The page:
assistant general manager Jim Paxson. "Timmy's is more
functional and gets the same result. Iverson's has more flair."
Says Sixers assistant Gar Heard, "If it's oohs and aahs, it's
more about Allen."
Call us shallow, but we like oohs and aahs. Give credit to
Hardaway, a nine-year veteran who was toasting NBA defenders
when Iverson was still in junior high, for crossing over so
effectively for so long, but give the nod to Iverson. We agree
with Hawk Tyrone Corbin's opinion of Iverson's move. "He may
carry the ball, but I don't care," Corbin says. "It's like art."
When Jordan has the ball at the end of a game, says Allan
Bristow, the Denver Nuggets' vice president of basketball
operations, "whatever he decides to do is always the best move
of any player in the league." Since he returned from his brief
retirement, Jordan has decided on the fadeaway jumper more often
than any of his other moves.
The work before the shot makes the move. Jordan starts with his
back to the basket, then often gives a shoulder fake so quick it
looks almost like a muscle spasm. That freezes the defender for
the split second Jordan needs to turn and fire. Like a pitcher
who varies his pickoff move, Jordan has a variety of deliveries
to keep his defender off balance. He'll fake left and turn to
the right for the shot. The next time down he may reverse it. Or
he may sense the defender is expecting the fake and simply turn
Whenever Jordan turns to shoot, he releases the ball so quickly
that it's hard for an opponent to react fast enough to get a
hand in his face. Even if the defender does, Jordan has the
uncanny ability to hang in the air--when he leans back on the
fadeaway, it sometimes looks as if he's almost reclining--until
the defender gives in to gravity. "He gets so much lift on it,"
says Miami assistant Bob McAdoo, "he can get it over any guard
and even any 3 man [small forward] in the league."
The beauty of Olajuwon's move is its countless variations. Like
snowflakes, no two Dream Shakes are exactly alike. "He steps in,
gives you three or four fakes, goes up and under or goes to the
fadeaway," says Heard. "You don't know what shot he's going to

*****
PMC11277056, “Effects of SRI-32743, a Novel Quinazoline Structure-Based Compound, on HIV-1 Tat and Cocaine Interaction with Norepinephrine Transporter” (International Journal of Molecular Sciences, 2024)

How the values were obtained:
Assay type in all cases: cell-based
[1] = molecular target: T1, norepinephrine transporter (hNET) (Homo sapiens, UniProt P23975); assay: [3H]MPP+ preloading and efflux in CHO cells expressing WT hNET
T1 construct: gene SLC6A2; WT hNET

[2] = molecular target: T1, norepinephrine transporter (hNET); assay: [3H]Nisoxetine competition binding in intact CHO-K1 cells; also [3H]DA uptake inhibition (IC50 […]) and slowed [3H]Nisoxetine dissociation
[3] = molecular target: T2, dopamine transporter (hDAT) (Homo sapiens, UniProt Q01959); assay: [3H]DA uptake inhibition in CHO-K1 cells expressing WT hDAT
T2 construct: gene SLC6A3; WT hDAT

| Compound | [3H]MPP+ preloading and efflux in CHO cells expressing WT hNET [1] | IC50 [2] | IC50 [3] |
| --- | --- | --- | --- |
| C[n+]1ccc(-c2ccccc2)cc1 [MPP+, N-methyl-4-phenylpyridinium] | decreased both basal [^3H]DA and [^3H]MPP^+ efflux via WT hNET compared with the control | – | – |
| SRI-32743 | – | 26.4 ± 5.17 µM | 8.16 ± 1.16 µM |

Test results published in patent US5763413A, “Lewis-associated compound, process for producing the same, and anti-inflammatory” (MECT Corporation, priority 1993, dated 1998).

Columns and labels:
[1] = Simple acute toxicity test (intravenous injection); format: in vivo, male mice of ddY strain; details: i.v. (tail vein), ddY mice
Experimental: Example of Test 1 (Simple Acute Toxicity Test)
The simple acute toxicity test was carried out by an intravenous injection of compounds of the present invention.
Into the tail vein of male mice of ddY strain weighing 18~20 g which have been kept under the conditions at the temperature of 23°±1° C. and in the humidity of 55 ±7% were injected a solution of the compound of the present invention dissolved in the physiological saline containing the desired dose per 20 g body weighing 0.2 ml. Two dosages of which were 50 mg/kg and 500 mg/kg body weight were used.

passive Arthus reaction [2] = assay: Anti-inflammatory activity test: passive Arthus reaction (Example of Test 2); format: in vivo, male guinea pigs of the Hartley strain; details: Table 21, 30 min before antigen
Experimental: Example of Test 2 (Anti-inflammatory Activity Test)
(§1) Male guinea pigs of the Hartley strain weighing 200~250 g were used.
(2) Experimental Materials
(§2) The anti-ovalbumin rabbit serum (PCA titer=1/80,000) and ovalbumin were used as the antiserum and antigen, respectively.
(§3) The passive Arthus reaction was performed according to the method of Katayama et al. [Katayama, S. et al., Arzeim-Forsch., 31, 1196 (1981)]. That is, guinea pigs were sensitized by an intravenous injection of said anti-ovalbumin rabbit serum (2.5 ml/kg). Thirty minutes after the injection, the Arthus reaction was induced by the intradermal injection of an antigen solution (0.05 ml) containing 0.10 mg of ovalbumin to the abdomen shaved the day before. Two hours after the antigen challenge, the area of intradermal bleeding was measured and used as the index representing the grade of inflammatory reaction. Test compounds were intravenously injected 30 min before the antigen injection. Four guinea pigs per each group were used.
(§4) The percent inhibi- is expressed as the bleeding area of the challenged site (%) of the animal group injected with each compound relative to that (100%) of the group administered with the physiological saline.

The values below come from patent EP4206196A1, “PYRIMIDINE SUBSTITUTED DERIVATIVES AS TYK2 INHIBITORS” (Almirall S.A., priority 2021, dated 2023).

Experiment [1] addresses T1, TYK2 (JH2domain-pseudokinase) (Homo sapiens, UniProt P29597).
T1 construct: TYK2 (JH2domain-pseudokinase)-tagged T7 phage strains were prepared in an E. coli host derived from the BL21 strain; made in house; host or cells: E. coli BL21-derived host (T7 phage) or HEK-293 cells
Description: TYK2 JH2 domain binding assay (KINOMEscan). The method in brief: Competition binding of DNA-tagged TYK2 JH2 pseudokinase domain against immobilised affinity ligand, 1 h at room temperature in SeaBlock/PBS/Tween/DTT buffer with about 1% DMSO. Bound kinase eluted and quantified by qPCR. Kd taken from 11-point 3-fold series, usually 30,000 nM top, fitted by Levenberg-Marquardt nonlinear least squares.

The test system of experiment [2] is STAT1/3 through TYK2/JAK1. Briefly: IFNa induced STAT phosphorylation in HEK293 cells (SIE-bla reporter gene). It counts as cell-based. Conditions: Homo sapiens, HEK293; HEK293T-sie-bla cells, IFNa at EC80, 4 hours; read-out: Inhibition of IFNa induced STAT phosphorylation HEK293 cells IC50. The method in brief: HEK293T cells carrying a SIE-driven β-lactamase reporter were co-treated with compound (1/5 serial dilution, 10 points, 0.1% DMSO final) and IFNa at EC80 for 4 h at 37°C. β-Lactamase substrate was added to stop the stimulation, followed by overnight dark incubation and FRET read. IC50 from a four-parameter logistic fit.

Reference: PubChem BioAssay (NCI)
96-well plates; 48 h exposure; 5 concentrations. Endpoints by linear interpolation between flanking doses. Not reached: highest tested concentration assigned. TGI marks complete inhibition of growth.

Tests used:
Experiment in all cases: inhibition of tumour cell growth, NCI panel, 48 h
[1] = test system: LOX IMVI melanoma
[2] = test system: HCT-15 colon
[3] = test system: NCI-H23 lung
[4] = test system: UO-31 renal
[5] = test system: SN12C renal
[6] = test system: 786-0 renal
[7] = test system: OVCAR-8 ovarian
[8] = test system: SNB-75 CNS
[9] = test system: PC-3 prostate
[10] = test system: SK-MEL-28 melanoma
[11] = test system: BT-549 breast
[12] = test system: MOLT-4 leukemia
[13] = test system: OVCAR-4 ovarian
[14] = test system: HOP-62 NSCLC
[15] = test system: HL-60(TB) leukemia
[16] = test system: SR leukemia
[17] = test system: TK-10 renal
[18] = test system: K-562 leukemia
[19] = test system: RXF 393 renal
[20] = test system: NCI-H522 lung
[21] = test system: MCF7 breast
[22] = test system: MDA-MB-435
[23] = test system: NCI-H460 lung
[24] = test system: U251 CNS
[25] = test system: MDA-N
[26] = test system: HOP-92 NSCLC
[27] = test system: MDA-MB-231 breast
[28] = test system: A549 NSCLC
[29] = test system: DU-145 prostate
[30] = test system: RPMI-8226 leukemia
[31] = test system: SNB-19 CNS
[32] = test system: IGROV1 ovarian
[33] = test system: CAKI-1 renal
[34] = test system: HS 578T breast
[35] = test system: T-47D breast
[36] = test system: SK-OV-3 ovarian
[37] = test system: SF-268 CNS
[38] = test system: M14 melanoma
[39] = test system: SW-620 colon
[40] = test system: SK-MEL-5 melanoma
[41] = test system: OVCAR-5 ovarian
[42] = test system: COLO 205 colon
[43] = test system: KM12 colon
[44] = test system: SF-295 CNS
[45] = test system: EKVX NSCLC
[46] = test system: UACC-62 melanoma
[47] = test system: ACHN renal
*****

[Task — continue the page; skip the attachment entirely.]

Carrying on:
take because he has them all combined."
It seems odd that the most graceful, fluid move in the league
would belong to a center. When Olajuwon was learning the game,
he studied not just centers but also forwards and guards, and
it's obvious he has incorporated into his game moves that
typically belong to smaller players. He goes through a series of
spins, fake spins, pump fakes and up-and-under moves until the
defender finally bites. Then Olajuwon can finish off the move
with a fadeaway jumper, a short jump hook or a dunk.
In that memorable sequence against Robinson in the 1995
playoffs, he even held the ball out with his right hand, as if
to say, 'Is this what you're looking for?' before pulling it
back, spinning the other way and scoring.
Olajuwon's move is really a progression. If the defender doesn't
bite on the second fake, he'll go for the third. Or the fifth.
"There's nothing that compares to what Dream does," says Utah
Jazz center Greg Foster. "I think the quick guys are the ones
who have the most trouble guarding Olajuwon. They go for
everything. I think you have to play him like a slow player."
Which brings us to the most overlooked ingredient necessary for
a great move--the defender. The sight of the befuddled defensive
man adds immeasurably to the visual effect of the move. So, to
those poor defenders who are fooled into looking left while
their man goes right or who take flight upon being pump-faked
while their man calmly ducks under them for a layup, your
contribution isn't unappreciated. And may your ankles always be
The best moves don't have to take place in midair or at warp
speed. That's why, even though today's players are generally
more athletic than those of previous generations, the former
stars produced just as many brilliant maneuvers as Jordan & Co.
do. Even if you eliminate such memorable trademarks as Kareem
Abdul-Jabbar's skyhook and George Gervin's finger roll, because
they were shots not moves, NBA history is full of remarkable
fakes and feints. Some players, such as Elgin Baylor, Pete
Maravich and Dominique Wilkins, had so many moves that they
didn't rely heavily on any one of them, which is why they did
not make this list. If we were opening a museum of great moves
of the past, these would be our top five exhibits in ascending
KEVIN MCHALE'S POST-UP PACKAGE McHale's back-to-the-basket
footwork is the standard by which big men's low-post moves are